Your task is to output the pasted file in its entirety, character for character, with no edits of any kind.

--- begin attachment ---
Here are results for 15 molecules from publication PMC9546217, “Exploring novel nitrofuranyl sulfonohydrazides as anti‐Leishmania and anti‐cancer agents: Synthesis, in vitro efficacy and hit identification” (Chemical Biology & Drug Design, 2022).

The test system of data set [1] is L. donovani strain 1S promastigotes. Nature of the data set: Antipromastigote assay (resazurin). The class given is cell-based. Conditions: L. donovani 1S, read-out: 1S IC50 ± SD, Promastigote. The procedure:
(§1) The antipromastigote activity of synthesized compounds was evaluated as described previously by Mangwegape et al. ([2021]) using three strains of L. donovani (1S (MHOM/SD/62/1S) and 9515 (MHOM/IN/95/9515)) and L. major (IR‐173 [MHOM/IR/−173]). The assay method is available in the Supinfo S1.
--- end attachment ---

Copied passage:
Here are results for 15 molecules from publication PMC9546217, “Exploring novel nitrofuranyl sulfonohydrazides as anti‐Leishmania and anti‐cancer agents: Synthesis, in vitro efficacy and hit identification” (Chemical Biology & Drug Design, 2022).

The test system of data set [1] is L. donovani strain 1S promastigotes. Nature of the data set: Antipromastigote assay (resazurin). The class given is cell-based. Conditions: L. donovani 1S, read-out: 1S IC50 ± SD, Promastigote. The procedure:
(§1) The antipromastigote activity of synthesized compounds was evaluated as described previously by Mangwegape et al. ([2021]) using three strains of L. donovani (1S (MHOM/SD/62/1S) and 9515 (MHOM/IN/95/9515)) and L. major (IR‐173 [MHOM/IR/−173]). The assay method is available in the Supinfo S1.